The worlds in which Jennifer Capriati lives are represented by the two watches she wears on her left wrist. One is a solid gold and diamond-studded Rolex, gleaming like the 14-year-old herself. The other, brightly colored with the MTV logo on it, seems a bit more suitable.
They are worlds that, on the surface, seem galaxies apart. But on the Women's International Tennis Association tour, they are worlds that are bound to collide nearly every single day. Not only for Capriati, but also for many of the top-ranked women players.
On Tuesday, those worlds and two of their most celebrated occupants will come to Baltimore for a one-night stay.
Capriati, ranked eighth in the WITA computer, and Monica Seles, 16, ranked second, will be the featured performers in the fifth First National Bank Tennis Festival. The event will be held for the first time at the Baltimore Arena, beginning at 7 p.m.
It will give tennis fans in this area a glimpse at one of the sport's blossoming rivalries. The meeting here will be only the second of their professional careers; Seles defeated Capriati, 6-2, 6-2, in the semifinals of this year's French Open before going on to beat Steffi Graf for the championship.
"I didn't expect a lot of what's happened so far," said Capriati, whose arrival on the tour in March was perhaps the most publicized since Tracy Austin's debut more than a decade ago. "I'm kind of surprised by it. I'm glad it's happened."
Capriati, who signed a package deal of endorsements worth an estimated $5 million before playing in her first pro tournament, apparently has handled the pressure well. She reached the finals at tournaments in Hilton Head, S.C., and Boca Raton, Fla., played in two other semifinals and won an event in Puerto Rico last month, beating then-fourth-ranked Zina Garrison for the championship.
The victory over Garrison, which enabled Capriati to play in the Virginia Slims Championships at Madison Square Garden two weeks ago, showed that she not only was capable of competing at this level, but also of winning as well. It certainly turned a lot of heads among the tennis cognoscenti, but it barely moved Capriati.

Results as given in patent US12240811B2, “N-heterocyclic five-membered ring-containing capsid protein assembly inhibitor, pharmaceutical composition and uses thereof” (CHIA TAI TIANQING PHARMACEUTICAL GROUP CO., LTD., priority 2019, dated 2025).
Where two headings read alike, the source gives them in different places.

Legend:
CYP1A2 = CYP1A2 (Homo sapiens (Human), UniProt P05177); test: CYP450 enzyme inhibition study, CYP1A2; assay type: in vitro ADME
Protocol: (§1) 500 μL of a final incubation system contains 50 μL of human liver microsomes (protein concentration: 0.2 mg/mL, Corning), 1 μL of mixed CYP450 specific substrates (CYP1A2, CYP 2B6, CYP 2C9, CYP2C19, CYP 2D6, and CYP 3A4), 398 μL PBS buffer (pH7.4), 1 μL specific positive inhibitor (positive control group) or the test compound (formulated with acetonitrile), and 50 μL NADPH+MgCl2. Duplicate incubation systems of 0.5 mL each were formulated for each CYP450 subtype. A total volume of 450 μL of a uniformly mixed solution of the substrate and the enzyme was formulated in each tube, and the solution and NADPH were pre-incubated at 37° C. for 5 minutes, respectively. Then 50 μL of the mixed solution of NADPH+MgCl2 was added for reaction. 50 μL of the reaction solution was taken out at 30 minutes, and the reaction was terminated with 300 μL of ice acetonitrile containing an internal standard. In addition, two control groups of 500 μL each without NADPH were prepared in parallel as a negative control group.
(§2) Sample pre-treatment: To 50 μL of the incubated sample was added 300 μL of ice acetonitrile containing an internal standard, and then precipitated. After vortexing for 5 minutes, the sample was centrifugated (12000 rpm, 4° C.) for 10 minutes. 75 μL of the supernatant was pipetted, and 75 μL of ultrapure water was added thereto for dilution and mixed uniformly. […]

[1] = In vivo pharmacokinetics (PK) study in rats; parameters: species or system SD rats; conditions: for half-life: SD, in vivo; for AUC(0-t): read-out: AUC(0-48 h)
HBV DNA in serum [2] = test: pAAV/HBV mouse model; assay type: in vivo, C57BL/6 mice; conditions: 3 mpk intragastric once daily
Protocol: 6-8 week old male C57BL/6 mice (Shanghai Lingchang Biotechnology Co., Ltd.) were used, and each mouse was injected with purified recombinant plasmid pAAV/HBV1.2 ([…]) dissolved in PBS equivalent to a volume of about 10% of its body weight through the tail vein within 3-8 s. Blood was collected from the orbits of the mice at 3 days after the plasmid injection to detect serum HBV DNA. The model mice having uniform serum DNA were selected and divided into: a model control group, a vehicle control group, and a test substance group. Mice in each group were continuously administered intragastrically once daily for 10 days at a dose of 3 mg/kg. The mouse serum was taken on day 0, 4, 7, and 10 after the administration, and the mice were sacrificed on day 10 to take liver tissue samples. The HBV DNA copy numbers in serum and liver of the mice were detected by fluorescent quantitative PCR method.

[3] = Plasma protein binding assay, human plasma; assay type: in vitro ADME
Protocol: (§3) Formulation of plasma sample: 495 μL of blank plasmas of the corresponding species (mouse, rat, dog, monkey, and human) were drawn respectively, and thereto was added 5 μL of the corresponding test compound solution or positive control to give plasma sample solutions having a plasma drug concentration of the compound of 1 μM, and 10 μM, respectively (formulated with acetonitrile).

"The only difference is that I won," she said. "It was great that I could finally do it."
"Her goal is to improve every week," said Stefano Capriati, Jennifer's father and coach. "Of course, when she was in the juniors, she won most of the time. But it doesn't change anything. She doesn't play with pressure -- yet."
There is the delicate balance that most of these burgeoning stars walk every day, the line of demarcation that separates those who are expecting to win and those who are only hoping. Capriati came close to crossing that line at the Garden, when she nearly upset the top-ranked Graf in an opening-round match.
"It was probably better for Jennifer that she didn't beat Steffi so soon, because the expectations for her would have been unreasonable," said one veteran player who was there that night. "It would have been like what happened to Michael Chang winning the French Open a couple of years ago."
For Seles, the moment came last year, at the Virginia Slims of Houston, when she beat Chris Evert for the first time. Seles was not yet 16, and her career has rocketed since, culminating with six straight titles in one stretch this year and nine overall. Among those victories was a French Open championship and last week's Virginia Slims Championships.
"I think I have had a great year," said Seles, who has earned more than $1.6 million in prize money to go along with more than $4 million in endorsements. "I've had a couple of disappointing losses that I'd rather forget, but I'm going to work harder not to have those."
While her ranking has moved up steadily -- she overtook an injured Martina Navratilova to move to No. 2 behind a struggling Graf -- Seles also has been able to market herself by becoming more Americanized. She has moved from Yugoslavia to Sarasota, Fla.
"It was more that she wanted to fit in," said Seles' agent, Stephanie Tolleson of International Management Group. "She likes it here."
Capriati is still very much the wide-eyed teen-ager off the court, but there is a touch of worldliness to Seles that belies her age (17 next Sunday). Tolleson, who played the tour briefly during the late 1970s, said Seles is part of a new breed who are as aware of their portfolio as they are of their opponents.
"She's so professional, so mature about her business deals," said Tolleson.
With the growth in endorsement contracts and prize money has come a lost innocence. When Austin and Andrea Jaeger came out as prodigies in the late '70s, each was accompanied only by a parent and coach. Now there are entourages, which can include personal trainers and psychologists.
"I think the game has become big business, big entertainment," said Tolleson. "When I came out, many of the players were overweight. They didn't know about weight training. Now, the players realize how much they stand to gain or lose."